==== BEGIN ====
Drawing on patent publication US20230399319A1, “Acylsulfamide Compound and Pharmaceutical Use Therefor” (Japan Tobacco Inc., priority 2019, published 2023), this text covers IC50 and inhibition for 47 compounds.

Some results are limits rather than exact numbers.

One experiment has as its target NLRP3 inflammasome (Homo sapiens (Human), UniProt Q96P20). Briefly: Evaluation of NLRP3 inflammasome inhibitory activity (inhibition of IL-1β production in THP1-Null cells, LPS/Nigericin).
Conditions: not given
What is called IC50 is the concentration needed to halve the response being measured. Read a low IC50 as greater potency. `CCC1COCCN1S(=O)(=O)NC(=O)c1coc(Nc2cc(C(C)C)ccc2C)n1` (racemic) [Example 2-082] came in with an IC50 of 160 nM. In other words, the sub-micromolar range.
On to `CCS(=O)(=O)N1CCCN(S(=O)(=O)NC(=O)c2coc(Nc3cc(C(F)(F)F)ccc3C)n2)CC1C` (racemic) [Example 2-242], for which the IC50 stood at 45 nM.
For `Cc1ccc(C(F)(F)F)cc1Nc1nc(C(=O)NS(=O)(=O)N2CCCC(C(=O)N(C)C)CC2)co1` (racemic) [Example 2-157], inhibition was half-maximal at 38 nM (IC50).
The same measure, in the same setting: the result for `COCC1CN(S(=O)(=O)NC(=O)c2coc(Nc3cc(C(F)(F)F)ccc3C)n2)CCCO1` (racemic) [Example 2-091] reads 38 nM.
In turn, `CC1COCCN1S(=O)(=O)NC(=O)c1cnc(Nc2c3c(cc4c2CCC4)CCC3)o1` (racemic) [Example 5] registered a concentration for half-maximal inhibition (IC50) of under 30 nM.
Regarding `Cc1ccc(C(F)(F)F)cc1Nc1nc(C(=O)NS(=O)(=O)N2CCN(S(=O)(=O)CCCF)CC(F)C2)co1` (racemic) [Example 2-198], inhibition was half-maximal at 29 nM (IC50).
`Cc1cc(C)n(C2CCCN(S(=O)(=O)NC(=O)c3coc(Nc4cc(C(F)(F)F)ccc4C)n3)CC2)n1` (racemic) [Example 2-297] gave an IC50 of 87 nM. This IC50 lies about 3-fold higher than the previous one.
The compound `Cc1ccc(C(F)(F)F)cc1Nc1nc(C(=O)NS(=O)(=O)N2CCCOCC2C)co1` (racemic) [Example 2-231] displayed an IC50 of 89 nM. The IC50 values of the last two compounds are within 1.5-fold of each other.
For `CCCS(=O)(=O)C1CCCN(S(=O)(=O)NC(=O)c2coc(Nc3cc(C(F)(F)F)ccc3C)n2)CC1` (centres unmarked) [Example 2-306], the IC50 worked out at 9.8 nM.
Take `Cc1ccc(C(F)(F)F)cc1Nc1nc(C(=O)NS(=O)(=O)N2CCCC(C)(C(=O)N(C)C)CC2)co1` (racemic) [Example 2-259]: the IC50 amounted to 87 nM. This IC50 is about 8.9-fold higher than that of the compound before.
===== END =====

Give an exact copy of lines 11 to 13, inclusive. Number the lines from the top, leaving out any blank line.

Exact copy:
`Cc1cc(C)n(C2CCCN(S(=O)(=O)NC(=O)c3coc(Nc4cc(C(F)(F)F)ccc4C)n3)CC2)n1` (racemic) [Example 2-297] gave an IC50 of 87 nM. This IC50 lies about 3-fold higher than the previous one.
The compound `Cc1ccc(C(F)(F)F)cc1Nc1nc(C(=O)NS(=O)(=O)N2CCCOCC2C)co1` (racemic) [Example 2-231] displayed an IC50 of 89 nM. The IC50 values of the last two compounds are within 1.5-fold of each other.
For `CCCS(=O)(=O)C1CCCN(S(=O)(=O)NC(=O)c2coc(Nc3cc(C(F)(F)F)ccc3C)n2)CC1` (centres unmarked) [Example 2-306], the IC50 worked out at 9.8 nM.